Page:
Chile, High Potential but Little Solar Data

Chile, High Potential but Little Solar Dataarticle picture
Published: Monday, August 13, 2012 Chile is a country that heavily depends on imports to provide its energy needs. Fossil fuels provide a large percentage of the primary energy consumption, whilst renewable energy sources are still very limited. Therefore, the Chilean government has adopted renewable energy quotas for electricity production, creating interest in wind, geothermal and biomass power plants.

Strangely enough, solar energy is not yet part of the discussion. You would assume that there is a lot of solar radiation available, especially in the Northern part of the country. The climatic conditions are perceived to be better than in many other locations around the world where solar energy conversion systems are in use today.

Mr. Alberto Ortega, assistant researcher and advisor in Scientific and Technical Management, and Rodrigo Escobar, Mechanical Engineering professor, both of the Pontificia Universidad Católica de Chile, are the project leaders in the Solar Resource Assessment for Chile.

Ortega says that “A proper atlas of solar energy, with actual data of low uncertainty is not available to the public or to planning authorities. This is part of the reason why solar energy has not been considered in Chile as a major energy source. There is no bankable data that could help gather the required financing that large-scale projects need.”

SOLYS 2 sun tracker at the PUC station They have reviewed and analyzed the available solar energy data of ground stations from several sources and compared them to satellite derived measurements obtained by the Brazilian National Institute of space research, INPE, and weather simulations from Universidad de Chile.

The available ground-station information comes from three different sources: A database of measurements from 89 stations throughout Chilean territory from 1961-1983; Data from the Chilean Meteorological Service from 1989; A network of stations at Pozo Almonte, San Pedro de Atacama and Crucero that collect data for the Chilean Comisión Nacional de Energía (CNE).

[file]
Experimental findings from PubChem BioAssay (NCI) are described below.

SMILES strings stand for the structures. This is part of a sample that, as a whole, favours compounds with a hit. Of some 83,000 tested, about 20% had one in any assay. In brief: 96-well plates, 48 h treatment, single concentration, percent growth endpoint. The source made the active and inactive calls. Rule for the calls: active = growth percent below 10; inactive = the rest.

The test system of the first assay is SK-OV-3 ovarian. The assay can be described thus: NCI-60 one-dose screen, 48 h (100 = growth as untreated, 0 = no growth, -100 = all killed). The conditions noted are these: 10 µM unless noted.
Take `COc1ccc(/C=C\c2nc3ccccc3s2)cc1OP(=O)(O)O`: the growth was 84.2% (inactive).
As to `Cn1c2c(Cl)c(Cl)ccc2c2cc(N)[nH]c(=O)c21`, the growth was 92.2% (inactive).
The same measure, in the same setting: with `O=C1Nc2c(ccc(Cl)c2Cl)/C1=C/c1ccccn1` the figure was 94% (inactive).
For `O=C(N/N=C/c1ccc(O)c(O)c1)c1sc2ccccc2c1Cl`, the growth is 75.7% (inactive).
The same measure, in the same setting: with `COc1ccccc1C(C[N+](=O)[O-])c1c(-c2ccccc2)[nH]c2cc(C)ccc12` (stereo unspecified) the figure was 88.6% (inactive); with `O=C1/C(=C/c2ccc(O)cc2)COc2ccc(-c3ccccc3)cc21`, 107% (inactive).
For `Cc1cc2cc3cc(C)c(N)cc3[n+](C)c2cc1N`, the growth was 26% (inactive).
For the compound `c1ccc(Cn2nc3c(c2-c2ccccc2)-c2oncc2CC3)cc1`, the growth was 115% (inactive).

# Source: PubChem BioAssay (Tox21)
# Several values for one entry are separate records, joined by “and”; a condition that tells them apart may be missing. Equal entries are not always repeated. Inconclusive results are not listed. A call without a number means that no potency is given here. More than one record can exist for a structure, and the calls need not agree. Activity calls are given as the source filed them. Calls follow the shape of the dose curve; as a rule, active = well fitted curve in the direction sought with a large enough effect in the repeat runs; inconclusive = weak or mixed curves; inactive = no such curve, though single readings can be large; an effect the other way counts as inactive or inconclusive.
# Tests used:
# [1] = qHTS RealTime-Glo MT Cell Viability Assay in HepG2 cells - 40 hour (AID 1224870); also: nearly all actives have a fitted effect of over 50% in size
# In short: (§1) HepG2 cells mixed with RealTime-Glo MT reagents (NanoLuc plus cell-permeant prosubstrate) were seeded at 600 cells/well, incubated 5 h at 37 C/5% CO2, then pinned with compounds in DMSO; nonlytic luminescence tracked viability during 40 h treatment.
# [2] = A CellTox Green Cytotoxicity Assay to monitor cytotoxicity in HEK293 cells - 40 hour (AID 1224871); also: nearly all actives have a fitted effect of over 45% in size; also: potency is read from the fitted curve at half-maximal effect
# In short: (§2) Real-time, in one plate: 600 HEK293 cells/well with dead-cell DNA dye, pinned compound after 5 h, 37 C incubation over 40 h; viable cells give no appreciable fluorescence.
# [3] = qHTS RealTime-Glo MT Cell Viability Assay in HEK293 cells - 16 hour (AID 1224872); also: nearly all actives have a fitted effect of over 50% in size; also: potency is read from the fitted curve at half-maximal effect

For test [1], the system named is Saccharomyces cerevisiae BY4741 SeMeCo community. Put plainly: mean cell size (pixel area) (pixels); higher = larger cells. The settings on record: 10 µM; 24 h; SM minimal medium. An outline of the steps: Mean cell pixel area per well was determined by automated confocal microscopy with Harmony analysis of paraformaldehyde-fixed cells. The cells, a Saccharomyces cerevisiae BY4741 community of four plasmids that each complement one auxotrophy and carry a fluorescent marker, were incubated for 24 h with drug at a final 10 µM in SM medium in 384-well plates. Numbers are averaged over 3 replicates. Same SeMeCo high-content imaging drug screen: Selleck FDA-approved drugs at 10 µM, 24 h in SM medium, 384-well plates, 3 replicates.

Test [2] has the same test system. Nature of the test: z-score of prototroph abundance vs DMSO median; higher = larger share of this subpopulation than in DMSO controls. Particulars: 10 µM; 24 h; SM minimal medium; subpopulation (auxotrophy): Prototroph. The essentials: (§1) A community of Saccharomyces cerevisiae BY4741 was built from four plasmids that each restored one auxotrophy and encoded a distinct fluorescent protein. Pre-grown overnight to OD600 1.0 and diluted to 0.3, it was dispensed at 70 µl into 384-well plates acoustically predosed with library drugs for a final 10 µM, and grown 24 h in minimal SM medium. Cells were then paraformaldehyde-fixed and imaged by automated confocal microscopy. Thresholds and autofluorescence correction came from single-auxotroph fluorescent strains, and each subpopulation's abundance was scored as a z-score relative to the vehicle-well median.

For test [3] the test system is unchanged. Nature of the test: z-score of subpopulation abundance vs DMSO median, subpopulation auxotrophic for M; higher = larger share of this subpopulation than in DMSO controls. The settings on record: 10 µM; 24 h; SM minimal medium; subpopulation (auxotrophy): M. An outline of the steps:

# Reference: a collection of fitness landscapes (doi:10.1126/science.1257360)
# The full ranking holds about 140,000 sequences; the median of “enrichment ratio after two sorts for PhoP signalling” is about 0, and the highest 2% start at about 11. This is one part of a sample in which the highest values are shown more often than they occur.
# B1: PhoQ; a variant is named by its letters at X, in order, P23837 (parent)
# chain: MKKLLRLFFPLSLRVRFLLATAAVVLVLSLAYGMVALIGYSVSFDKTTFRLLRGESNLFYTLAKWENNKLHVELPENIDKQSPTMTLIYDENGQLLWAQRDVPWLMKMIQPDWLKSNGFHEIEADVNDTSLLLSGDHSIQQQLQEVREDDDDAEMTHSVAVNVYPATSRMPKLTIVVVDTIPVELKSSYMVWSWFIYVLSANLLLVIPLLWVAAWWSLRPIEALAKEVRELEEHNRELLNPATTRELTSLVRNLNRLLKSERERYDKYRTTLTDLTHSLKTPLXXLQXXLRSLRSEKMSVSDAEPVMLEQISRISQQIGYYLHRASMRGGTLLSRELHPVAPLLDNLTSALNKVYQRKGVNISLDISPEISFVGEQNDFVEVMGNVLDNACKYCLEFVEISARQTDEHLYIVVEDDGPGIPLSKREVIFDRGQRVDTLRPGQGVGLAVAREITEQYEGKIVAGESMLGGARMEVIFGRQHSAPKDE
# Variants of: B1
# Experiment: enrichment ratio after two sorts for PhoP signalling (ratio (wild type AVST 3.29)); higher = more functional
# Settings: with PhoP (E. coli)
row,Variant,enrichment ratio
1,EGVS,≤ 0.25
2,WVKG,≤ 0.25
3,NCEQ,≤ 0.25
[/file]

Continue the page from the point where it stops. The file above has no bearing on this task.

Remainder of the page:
Each CNE station utilises three Kipp & Zonen CMP 11 pyranometers, a data logger, wind speed and temperature probes. One pyranometer measures global horizontal irradiance and the remaining two are mounted on a simple solar tracker. The first measures the tilted global irradiance and the second measures the tilted diffuse irradiance by being covered with a shadow ring. Although this set-up is non-standard, and the data requires extensive post-processing, it nevertheless allows an estimate of the direct normal irradiance (DNI) with a reasonable degree of uncertainty, which is useful to assess solar energy potential.SOLS 2 sun tracker in the Chilean Desert

There are locations in Chile for which data is available, but of varying quality and with interrupted periods of time. However, large regions of the Atacama Desert (in the Northern part of Chile) have no ground-station coverage and no solar radiation measurements. This is right where it is supposed, and widely discussed, that the best solar energy potential is located.

The team led by Ortega and Escobar is focusing on the development of a remote measurement technique based on satellite image processing. “The methodology works with a radiative energy transfer model in the atmosphere, utilizing climatic parameters (temperature, relative humidity, visibility, ground albedo and topography) to determine the aerosol profiles in the atmosphere.

Satellite images in the visible and infrared channels are processed as an indication of how much radiative energy is leaving the atmosphere. A special treatment allows us to detect and classify the optical properties of clouds, and the final product is an estimation of global horizontal, diffuse horizontal, and direct normal irradiance at the earth´s surface”, explains Escobar. This work, developed in collaboration with INPE, Abengoa Solar NT, the Chilean Meteorological Service and the Military Geographical Institute, aims to produce solar radiation maps for the whole country which will be published in an atlas by 2012.

The satellite-derived data needs to be validated by accurate ground station measurements. The team is deploying several Kipp & Zonen stations around the country, all of which are composed of SOLYS 2 sun trackers, CMP 11 Pyranometers, CHP 1 pyrheliometers, CGR 4 pyrgeometers and CUV 5 Ultraviolet radiometers. “The ground measurements are used to validate the satellite estimation model, and also provide valuable data in proper temporal resolution. We have chosen Kipp & Zonen as it offers accuracy and reliability”, explains Ortega, while mentioning that several of the ground stations are deployed in hostile environments such as the Atacama Desert - the driest in the world.

Mr. Ortega believes that the adoption of a proper solar atlas will result in an enhanced ability for the analysis and design of solar energy systems, thus allowing accurate project estimations. This is perceived as the first step towards the large-scale utilisation of solar energy in Chile for power generation, industrial, commercial and residential heat supply, and solar-assisted cooling.

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